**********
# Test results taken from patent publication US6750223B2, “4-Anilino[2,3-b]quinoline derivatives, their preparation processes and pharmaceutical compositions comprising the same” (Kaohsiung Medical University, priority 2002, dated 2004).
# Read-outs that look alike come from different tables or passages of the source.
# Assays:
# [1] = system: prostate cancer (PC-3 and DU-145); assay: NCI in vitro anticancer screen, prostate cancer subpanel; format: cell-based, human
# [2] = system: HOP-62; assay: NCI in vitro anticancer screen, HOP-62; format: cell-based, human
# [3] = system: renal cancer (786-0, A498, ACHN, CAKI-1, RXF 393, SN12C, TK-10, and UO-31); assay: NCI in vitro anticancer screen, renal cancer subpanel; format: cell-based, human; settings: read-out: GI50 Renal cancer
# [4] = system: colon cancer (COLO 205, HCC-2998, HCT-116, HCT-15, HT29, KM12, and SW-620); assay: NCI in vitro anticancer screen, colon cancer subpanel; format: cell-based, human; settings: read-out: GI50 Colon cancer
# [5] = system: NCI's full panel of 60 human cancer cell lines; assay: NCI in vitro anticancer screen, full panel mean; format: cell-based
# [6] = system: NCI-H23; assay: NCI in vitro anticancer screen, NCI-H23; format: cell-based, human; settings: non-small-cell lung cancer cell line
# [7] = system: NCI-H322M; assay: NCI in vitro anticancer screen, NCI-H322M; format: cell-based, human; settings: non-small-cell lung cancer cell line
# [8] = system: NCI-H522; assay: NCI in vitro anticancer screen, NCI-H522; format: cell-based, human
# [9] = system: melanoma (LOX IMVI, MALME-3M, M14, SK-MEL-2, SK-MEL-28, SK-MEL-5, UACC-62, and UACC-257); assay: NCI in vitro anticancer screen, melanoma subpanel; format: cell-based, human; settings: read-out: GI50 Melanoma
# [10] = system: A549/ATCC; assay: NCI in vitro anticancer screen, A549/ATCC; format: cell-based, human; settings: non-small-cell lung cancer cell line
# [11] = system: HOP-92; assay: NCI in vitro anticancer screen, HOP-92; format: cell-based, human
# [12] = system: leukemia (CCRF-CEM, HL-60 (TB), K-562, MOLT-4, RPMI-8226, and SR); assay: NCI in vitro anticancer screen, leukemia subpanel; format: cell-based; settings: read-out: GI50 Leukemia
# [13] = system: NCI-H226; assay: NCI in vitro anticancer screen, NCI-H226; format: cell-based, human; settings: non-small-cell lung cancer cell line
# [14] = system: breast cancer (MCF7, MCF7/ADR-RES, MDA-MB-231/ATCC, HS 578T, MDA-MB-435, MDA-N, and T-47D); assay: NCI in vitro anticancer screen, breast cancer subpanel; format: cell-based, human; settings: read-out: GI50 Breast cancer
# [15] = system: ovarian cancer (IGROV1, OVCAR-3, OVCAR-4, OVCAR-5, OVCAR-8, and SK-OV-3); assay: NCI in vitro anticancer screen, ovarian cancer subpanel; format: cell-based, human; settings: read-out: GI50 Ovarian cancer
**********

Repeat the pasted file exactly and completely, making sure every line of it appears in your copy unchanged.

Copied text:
# Test results taken from patent publication US6750223B2, “4-Anilino[2,3-b]quinoline derivatives, their preparation processes and pharmaceutical compositions comprising the same” (Kaohsiung Medical University, priority 2002, dated 2004).
# Read-outs that look alike come from different tables or passages of the source.
# Assays:
# [1] = system: prostate cancer (PC-3 and DU-145); assay: NCI in vitro anticancer screen, prostate cancer subpanel; format: cell-based, human
# [2] = system: HOP-62; assay: NCI in vitro anticancer screen, HOP-62; format: cell-based, human
# [3] = system: renal cancer (786-0, A498, ACHN, CAKI-1, RXF 393, SN12C, TK-10, and UO-31); assay: NCI in vitro anticancer screen, renal cancer subpanel; format: cell-based, human; settings: read-out: GI50 Renal cancer
# [4] = system: colon cancer (COLO 205, HCC-2998, HCT-116, HCT-15, HT29, KM12, and SW-620); assay: NCI in vitro anticancer screen, colon cancer subpanel; format: cell-based, human; settings: read-out: GI50 Colon cancer
# [5] = system: NCI's full panel of 60 human cancer cell lines; assay: NCI in vitro anticancer screen, full panel mean; format: cell-based
# [6] = system: NCI-H23; assay: NCI in vitro anticancer screen, NCI-H23; format: cell-based, human; settings: non-small-cell lung cancer cell line
# [7] = system: NCI-H322M; assay: NCI in vitro anticancer screen, NCI-H322M; format: cell-based, human; settings: non-small-cell lung cancer cell line
# [8] = system: NCI-H522; assay: NCI in vitro anticancer screen, NCI-H522; format: cell-based, human
# [9] = system: melanoma (LOX IMVI, MALME-3M, M14, SK-MEL-2, SK-MEL-28, SK-MEL-5, UACC-62, and UACC-257); assay: NCI in vitro anticancer screen, melanoma subpanel; format: cell-based, human; settings: read-out: GI50 Melanoma
# [10] = system: A549/ATCC; assay: NCI in vitro anticancer screen, A549/ATCC; format: cell-based, human; settings: non-small-cell lung cancer cell line
# [11] = system: HOP-92; assay: NCI in vitro anticancer screen, HOP-92; format: cell-based, human
# [12] = system: leukemia (CCRF-CEM, HL-60 (TB), K-562, MOLT-4, RPMI-8226, and SR); assay: NCI in vitro anticancer screen, leukemia subpanel; format: cell-based; settings: read-out: GI50 Leukemia
# [13] = system: NCI-H226; assay: NCI in vitro anticancer screen, NCI-H226; format: cell-based, human; settings: non-small-cell lung cancer cell line
# [14] = system: breast cancer (MCF7, MCF7/ADR-RES, MDA-MB-231/ATCC, HS 578T, MDA-MB-435, MDA-N, and T-47D); assay: NCI in vitro anticancer screen, breast cancer subpanel; format: cell-based, human; settings: read-out: GI50 Breast cancer
# [15] = system: ovarian cancer (IGROV1, OVCAR-3, OVCAR-4, OVCAR-5, OVCAR-8, and SK-OV-3); assay: NCI in vitro anticancer screen, ovarian cancer subpanel; format: cell-based, human; settings: read-out: GI50 Ovarian cancer